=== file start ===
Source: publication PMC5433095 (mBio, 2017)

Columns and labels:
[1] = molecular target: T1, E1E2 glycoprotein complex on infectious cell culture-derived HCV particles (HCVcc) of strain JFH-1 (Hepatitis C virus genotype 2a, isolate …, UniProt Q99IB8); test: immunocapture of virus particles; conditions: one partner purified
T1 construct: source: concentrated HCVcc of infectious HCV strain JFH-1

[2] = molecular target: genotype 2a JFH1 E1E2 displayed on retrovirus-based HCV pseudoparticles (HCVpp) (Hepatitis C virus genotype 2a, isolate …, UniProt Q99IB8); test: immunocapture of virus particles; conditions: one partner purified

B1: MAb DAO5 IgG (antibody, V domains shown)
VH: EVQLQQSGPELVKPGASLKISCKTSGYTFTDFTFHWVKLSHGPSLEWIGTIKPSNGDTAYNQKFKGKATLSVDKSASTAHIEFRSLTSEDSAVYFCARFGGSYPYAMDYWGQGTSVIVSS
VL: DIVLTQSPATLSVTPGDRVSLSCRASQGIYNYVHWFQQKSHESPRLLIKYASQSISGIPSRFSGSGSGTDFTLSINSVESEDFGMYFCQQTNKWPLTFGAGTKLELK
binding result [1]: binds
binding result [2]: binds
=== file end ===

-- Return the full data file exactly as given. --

Source: publication PMC5433095 (mBio, 2017)

Columns and labels:
[1] = molecular target: T1, E1E2 glycoprotein complex on infectious cell culture-derived HCV particles (HCVcc) of strain JFH-1 (Hepatitis C virus genotype 2a, isolate …, UniProt Q99IB8); test: immunocapture of virus particles; conditions: one partner purified
T1 construct: source: concentrated HCVcc of infectious HCV strain JFH-1

[2] = molecular target: genotype 2a JFH1 E1E2 displayed on retrovirus-based HCV pseudoparticles (HCVpp) (Hepatitis C virus genotype 2a, isolate …, UniProt Q99IB8); test: immunocapture of virus particles; conditions: one partner purified

B1: MAb DAO5 IgG (antibody, V domains shown)
VH: EVQLQQSGPELVKPGASLKISCKTSGYTFTDFTFHWVKLSHGPSLEWIGTIKPSNGDTAYNQKFKGKATLSVDKSASTAHIEFRSLTSEDSAVYFCARFGGSYPYAMDYWGQGTSVIVSS
VL: DIVLTQSPATLSVTPGDRVSLSCRASQGIYNYVHWFQQKSHESPRLLIKYASQSISGIPSRFSGSGSGTDFTLSINSVESEDFGMYFCQQTNKWPLTFGAGTKLELK
binding result [1]: binds
binding result [2]: binds